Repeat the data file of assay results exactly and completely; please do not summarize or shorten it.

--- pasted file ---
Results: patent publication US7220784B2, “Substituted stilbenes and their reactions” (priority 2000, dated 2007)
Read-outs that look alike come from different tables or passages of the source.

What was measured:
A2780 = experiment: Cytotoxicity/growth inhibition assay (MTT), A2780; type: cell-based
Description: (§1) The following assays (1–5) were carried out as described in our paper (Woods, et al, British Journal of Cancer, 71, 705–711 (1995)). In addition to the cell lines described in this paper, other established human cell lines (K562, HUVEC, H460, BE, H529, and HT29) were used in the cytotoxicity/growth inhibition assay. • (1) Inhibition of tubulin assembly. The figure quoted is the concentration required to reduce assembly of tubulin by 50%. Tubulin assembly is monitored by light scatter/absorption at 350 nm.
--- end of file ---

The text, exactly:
Results: patent publication US7220784B2, “Substituted stilbenes and their reactions” (priority 2000, dated 2007)
Read-outs that look alike come from different tables or passages of the source.

What was measured:
A2780 = experiment: Cytotoxicity/growth inhibition assay (MTT), A2780; type: cell-based
Description: (§1) The following assays (1–5) were carried out as described in our paper (Woods, et al, British Journal of Cancer, 71, 705–711 (1995)). In addition to the cell lines described in this paper, other established human cell lines (K562, HUVEC, H460, BE, H529, and HT29) were used in the cytotoxicity/growth inhibition assay. • (1) Inhibition of tubulin assembly. The figure quoted is the concentration required to reduce assembly of tubulin by 50%. Tubulin assembly is monitored by light scatter/absorption at 350 nm.